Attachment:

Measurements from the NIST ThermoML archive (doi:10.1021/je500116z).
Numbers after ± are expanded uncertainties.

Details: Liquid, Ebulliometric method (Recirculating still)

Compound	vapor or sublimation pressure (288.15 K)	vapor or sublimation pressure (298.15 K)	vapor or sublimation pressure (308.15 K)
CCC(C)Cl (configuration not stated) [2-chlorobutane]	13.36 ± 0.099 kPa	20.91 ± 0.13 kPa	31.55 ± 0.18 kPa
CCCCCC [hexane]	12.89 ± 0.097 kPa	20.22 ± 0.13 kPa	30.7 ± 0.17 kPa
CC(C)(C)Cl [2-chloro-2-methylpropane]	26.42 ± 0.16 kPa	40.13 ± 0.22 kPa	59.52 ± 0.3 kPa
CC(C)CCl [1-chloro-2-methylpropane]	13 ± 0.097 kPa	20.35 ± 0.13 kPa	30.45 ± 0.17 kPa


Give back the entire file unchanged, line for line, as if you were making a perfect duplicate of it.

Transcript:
Measurements from the NIST ThermoML archive (doi:10.1021/je500116z).
Numbers after ± are expanded uncertainties.

Details: Liquid, Ebulliometric method (Recirculating still)

Compound	vapor or sublimation pressure (288.15 K)	vapor or sublimation pressure (298.15 K)	vapor or sublimation pressure (308.15 K)
CCC(C)Cl (configuration not stated) [2-chlorobutane]	13.36 ± 0.099 kPa	20.91 ± 0.13 kPa	31.55 ± 0.18 kPa
CCCCCC [hexane]	12.89 ± 0.097 kPa	20.22 ± 0.13 kPa	30.7 ± 0.17 kPa
CC(C)(C)Cl [2-chloro-2-methylpropane]	26.42 ± 0.16 kPa	40.13 ± 0.22 kPa	59.52 ± 0.3 kPa
CC(C)CCl [1-chloro-2-methylpropane]	13 ± 0.097 kPa	20.35 ± 0.13 kPa	30.45 ± 0.17 kPa